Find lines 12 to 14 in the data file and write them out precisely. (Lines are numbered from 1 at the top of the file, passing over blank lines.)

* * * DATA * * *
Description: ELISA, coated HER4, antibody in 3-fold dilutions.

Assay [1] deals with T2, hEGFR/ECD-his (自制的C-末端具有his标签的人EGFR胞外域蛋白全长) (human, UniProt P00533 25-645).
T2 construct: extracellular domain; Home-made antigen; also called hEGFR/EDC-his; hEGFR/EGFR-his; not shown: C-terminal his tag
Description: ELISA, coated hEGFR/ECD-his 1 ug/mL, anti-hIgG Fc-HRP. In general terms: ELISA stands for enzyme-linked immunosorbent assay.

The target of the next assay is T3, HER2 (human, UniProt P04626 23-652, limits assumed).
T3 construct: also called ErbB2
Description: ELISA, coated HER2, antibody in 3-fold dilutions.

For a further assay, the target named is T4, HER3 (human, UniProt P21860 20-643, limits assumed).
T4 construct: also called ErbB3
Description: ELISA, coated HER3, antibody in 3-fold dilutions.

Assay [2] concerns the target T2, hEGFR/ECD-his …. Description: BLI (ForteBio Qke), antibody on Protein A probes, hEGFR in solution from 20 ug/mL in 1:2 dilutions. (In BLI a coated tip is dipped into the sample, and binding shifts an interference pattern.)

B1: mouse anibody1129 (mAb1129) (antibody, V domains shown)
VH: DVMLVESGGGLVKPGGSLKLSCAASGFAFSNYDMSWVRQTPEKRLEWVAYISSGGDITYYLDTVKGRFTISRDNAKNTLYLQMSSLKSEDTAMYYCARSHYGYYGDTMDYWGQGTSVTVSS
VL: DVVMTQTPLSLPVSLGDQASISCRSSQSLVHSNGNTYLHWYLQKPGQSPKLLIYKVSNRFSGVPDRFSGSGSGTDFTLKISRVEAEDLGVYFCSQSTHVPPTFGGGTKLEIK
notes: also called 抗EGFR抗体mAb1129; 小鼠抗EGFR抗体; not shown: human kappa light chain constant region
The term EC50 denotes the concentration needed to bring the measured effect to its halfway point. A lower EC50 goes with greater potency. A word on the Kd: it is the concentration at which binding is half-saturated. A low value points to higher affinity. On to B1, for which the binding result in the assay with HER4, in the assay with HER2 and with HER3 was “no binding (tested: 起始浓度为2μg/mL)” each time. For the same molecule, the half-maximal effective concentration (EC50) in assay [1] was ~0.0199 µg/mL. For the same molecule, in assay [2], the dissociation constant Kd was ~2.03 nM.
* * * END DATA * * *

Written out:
B1: mouse anibody1129 (mAb1129) (antibody, V domains shown)
VH: DVMLVESGGGLVKPGGSLKLSCAASGFAFSNYDMSWVRQTPEKRLEWVAYISSGGDITYYLDTVKGRFTISRDNAKNTLYLQMSSLKSEDTAMYYCARSHYGYYGDTMDYWGQGTSVTVSS
VL: DVVMTQTPLSLPVSLGDQASISCRSSQSLVHSNGNTYLHWYLQKPGQSPKLLIYKVSNRFSGVPDRFSGSGSGTDFTLKISRVEAEDLGVYFCSQSTHVPPTFGGGTKLEIK